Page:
India and the United States have concluded a roadmap for defence industry cooperation for the next few years, the two countries said on Monday, a landmark move expected to bolster New Delhi’s defence manufacturing ambitions.
Washington is working to deepen ties with India and sees stronger military-to-military and technology ties with the world’s largest democracy as a key counterweight to China’s dominance in the region.
It is also seeking to wean New Delhi away from its traditional dependence on Russia for defence supplies.
The roadmap was finalised at a meeting between visiting US Defence Secretary Lloyd Austin and Indian Defence Minister Rajnath Singh.
The agreement comes weeks before Indian Prime Minister Narendra Modi visits Washington on June 22 for an official state visit and holds talks with President Joe Biden.
The roadmap is considered significant as Washington maintains strict controls over what domestic military technology can be shared or sold to other countries.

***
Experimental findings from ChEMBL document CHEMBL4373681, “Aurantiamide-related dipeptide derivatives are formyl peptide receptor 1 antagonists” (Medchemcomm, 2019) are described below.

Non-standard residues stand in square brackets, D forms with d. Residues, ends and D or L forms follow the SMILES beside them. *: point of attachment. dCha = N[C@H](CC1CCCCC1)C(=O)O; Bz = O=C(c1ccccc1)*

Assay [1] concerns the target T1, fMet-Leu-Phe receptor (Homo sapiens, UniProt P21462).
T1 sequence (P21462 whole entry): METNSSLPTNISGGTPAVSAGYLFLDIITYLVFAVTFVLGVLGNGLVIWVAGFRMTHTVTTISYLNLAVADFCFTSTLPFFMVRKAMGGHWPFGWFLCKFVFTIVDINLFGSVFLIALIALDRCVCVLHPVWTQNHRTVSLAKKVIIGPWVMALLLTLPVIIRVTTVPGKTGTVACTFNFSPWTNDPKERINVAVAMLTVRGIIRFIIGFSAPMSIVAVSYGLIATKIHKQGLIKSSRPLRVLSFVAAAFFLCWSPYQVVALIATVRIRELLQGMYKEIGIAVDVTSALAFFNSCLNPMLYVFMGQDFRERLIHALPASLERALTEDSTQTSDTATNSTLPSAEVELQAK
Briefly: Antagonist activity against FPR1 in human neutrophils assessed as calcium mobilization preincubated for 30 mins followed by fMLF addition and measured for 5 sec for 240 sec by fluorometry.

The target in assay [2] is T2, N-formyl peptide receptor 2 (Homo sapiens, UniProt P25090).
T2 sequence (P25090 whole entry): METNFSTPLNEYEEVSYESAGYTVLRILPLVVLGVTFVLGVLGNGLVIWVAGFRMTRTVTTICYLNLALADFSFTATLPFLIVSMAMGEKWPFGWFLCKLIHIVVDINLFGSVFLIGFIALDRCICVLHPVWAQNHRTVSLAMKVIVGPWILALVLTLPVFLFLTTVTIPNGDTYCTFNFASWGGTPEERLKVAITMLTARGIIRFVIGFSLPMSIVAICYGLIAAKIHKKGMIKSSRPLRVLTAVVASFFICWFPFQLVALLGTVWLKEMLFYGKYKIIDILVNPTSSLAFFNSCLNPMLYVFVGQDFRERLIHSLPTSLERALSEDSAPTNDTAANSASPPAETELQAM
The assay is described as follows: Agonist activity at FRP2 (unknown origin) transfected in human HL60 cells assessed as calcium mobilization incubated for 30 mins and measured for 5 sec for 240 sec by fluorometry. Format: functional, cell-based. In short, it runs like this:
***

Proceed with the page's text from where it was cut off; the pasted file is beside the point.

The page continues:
The move aims to change the “paradigm” for defence sector cooperation between the two countries, the US Embassy in New Delhi said in a statement.
It will “fast-track technology cooperation and co-production in areas such as air combat and land mobility systems, intelligence, surveillance, and reconnaissance, munitions, and the undersea domain”, it said.
The roadmap includes specific proposals that could provide India access to cutting-edge technologies, it said, adding that Austin and Singh also pledged to review regulatory hurdles impeding closer industry-to-industry cooperation.
India, the world’s largest arms importer, depends on Russia for nearly half its military supplies but has also increasingly diversified its sources to buy from the US, France and Israel, among others.
New Delhi also wants global defence manufacturers to partner with Indian companies and produce arms and military equipment in India for local consumption as well as exports.
The Biden administration is set to sign off on a deal that will allow General Electric Co to produce in India jet engines powering Indian military aircraft.
Austin said he and Singh had discussed ways to increase information sharing and new initiatives to improve maritime cooperation, including in the undersea domain.
The US-India defence partnership matters, he told reporters, because “we face a rapidly changing world.”
“We see bullying and coercion from the People’s Republic of China, Russian aggression against Ukraine that seeks to redraw borders by force and threatens national sovereignty, as well as transnational challenges such as terrorism, and climate change.
“So democracies must now rally together around not just our common interests but also our shared values,” Austin said.